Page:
12.4.21.png

    Figure \(\PageIndex{19}\): Audio compact disk playback system.

    The storage density of the optical CD is quite remarkable. This small disk (less than 5 inches in diameter) can hold 70 minutes of music. Ignoring the auxiliary data, we can quickly calculate the total storage. We have two channels of 16-bit data, or 32 bits (4 bytes) per sample point. There are 44,100 samples per second for 70 minutes, yielding 185.22 megasamples. The total data storage is 5.927 gigabits, or 741 megabytes.

    Example \(\PageIndex{2}\)

    As we have already mentioned, it is possible to connect DACs directly to microprocessor systems. Furthermore, the microprocessor may write to the DAC with no more effort than writing to a memory location. The microprocessor can write any series of data words we desire out to the DAC and can repeat a sequence virtually forever. Given this ability, we can make an arbitrary waveform generator. Instead of being locked into a set of predefined wave shapes as on ordinary function generators, this system allows for all manner of wave shapes. The accuracy and flexibility of the system will depend on its speed and the available DAC resolution.

    The basic idea is one of table look-up. For example, let's say that we have a 16-bit system. We will create a table of data values for one cycle of the output waveform. For convenience sake, we might make the table size a handy power of 2, such as 256. In other words, a single output cycle will be chopped into 256 discrete time chunks. It is obvious, then, that the converter must be a few hundred times faster than the highest fundamental that we wish to produce. By increasing or decreasing the output data rate, we can change the frequency of the output fundamental. This is known as a variable sample rate technique. It is also possible to change the fundamental frequency with a fixed rate technique (this is somewhat more complex, but does offer certain advantages). An output flow chart is shown in Figure \(\PageIndex{20}\).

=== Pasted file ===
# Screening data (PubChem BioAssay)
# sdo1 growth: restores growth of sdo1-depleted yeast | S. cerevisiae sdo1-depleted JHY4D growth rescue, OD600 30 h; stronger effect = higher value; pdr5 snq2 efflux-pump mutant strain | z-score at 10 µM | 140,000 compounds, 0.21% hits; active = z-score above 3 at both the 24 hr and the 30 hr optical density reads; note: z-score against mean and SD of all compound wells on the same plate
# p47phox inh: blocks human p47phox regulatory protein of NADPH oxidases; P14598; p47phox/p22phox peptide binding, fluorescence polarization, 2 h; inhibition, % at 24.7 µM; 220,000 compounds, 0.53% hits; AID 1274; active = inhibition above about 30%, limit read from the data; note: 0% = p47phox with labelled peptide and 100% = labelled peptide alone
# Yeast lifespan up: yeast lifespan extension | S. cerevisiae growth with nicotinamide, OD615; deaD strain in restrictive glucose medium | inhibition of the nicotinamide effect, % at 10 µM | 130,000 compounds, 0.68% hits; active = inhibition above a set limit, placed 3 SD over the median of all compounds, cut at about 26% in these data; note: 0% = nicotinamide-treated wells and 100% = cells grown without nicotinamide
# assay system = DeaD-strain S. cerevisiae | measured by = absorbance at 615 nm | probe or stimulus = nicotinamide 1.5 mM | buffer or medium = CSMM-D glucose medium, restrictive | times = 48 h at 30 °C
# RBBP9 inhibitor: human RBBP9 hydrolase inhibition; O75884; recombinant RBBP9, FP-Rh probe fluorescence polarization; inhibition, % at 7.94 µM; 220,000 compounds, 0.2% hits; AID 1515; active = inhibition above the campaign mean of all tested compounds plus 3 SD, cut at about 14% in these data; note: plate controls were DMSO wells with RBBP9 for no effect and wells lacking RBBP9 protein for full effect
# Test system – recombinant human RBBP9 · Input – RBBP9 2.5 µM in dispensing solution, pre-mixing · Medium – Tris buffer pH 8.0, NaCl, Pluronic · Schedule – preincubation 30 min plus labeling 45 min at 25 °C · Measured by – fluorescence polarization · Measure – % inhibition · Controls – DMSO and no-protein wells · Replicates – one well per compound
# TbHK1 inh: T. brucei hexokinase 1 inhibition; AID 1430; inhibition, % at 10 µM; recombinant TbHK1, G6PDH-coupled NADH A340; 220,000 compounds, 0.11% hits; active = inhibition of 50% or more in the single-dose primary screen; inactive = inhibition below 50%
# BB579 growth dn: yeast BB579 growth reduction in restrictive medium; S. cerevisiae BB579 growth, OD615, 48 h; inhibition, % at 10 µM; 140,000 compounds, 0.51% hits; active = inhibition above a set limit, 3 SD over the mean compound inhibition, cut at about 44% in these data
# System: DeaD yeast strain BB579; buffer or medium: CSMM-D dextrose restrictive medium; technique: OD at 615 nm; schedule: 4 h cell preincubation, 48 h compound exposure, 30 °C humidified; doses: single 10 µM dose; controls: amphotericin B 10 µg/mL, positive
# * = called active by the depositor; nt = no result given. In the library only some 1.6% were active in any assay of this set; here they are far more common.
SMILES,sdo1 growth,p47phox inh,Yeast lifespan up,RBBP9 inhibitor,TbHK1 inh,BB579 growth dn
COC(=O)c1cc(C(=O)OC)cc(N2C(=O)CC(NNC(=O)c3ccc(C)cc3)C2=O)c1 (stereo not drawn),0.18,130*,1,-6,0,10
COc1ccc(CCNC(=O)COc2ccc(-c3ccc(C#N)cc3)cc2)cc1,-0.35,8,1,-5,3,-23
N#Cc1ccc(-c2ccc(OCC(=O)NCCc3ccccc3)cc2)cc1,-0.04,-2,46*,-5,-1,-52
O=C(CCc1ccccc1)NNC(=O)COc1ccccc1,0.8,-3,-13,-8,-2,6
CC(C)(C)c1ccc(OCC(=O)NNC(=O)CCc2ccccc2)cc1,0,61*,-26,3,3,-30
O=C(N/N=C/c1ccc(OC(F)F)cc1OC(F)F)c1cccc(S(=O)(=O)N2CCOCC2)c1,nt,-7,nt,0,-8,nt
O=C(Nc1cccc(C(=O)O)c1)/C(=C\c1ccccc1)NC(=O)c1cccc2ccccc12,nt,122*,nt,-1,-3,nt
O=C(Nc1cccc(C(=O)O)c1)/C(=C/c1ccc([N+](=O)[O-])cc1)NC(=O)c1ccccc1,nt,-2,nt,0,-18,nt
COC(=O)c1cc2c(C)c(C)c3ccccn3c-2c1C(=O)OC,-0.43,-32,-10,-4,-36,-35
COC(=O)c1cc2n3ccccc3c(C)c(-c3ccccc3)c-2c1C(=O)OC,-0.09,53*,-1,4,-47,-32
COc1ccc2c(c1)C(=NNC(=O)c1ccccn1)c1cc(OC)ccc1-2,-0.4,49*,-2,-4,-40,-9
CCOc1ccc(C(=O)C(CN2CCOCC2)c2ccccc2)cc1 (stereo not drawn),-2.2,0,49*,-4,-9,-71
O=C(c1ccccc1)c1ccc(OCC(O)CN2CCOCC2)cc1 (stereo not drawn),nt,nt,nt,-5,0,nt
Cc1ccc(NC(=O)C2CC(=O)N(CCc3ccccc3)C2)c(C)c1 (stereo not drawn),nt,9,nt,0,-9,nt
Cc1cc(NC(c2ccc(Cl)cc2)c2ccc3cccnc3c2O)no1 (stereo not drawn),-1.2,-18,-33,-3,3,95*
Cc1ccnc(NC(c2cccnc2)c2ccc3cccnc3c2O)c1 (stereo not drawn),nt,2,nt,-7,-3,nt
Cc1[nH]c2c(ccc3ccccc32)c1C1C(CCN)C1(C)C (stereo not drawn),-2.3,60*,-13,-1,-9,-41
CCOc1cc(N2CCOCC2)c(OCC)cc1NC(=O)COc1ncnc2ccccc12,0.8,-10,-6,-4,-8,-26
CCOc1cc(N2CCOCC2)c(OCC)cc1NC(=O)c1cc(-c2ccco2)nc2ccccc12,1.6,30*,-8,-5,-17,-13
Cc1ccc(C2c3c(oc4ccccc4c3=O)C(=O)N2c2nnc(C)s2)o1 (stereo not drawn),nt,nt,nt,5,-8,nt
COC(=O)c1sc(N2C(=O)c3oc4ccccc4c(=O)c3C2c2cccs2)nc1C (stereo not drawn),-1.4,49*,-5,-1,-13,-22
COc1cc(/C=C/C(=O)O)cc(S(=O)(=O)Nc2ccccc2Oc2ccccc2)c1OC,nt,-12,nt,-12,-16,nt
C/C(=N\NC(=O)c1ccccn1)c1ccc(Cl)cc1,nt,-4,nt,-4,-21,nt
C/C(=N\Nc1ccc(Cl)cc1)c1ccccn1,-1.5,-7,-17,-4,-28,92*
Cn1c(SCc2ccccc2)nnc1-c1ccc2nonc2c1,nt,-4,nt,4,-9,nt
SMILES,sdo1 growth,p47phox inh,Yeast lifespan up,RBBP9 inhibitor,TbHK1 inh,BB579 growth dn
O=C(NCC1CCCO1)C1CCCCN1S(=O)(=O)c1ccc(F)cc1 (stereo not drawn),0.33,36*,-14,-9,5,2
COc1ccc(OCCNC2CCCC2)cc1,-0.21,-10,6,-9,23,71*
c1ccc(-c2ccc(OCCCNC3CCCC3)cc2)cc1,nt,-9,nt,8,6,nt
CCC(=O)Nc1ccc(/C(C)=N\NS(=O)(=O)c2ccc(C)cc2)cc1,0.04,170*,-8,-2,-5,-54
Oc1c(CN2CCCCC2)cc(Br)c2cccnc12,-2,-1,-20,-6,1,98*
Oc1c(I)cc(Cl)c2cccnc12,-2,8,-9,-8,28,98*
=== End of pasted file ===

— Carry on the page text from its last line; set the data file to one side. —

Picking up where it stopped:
12.4.22.png

    Figure \(\PageIndex{20}\): Arbitrary waveform generator.

    Upon initialization, an address pointer is set to the starting address of the data table. The CPU reads the data from the table via the pointer. The pointer is incremented so that it now points to the next element in the table. (Some CPUs offer a post-increment addressing mode so that both steps may be performed in a single instruction.) Next, the CPU writes the data to the special DAC address. At this point, some form of software/hardware delay is invoked that sets the output data rate. After the delay, the CPU reads the next data element via the pointer and continues as in the first run. Once the 256th element is sent out, the pointer is reset to the start of the table and the process continues on. In this way, the table can be thought of as circular, or never-ending. If the system software is written in a higher level language, the pointer/data table may be implemented as a simple array where the array index is set by a counter. This will not be as efficient as a direct assembly level approach, though.

    The real beauty of this system is that the data table may contain virtually any sequence of data. The data could represent a sine, pulse, triangle, or other standard function. More importantly, the data could represent a sine wave with an embedded noise transient, or a signal containing a hum component just as easily. This data could come from three basic sources. First, the data table can be filled through direct computation if the time-domain equation of the desired function is known. Second, the data could be manufactured by the user through some form of interaction with a computer, perhaps with a mouse or drawing pad. Finally, the data may be derived from a real-world signal. That is, an analog-to-digital converter may be used to record the signal in digital form. The data may then be loaded into the table and played back repeatedly. The arbitrary waveform generator allows its user to test circuits and systems with a range of wave shapes that would be impossible or impractical to generate otherwise.

    Example \(\PageIndex{3}\)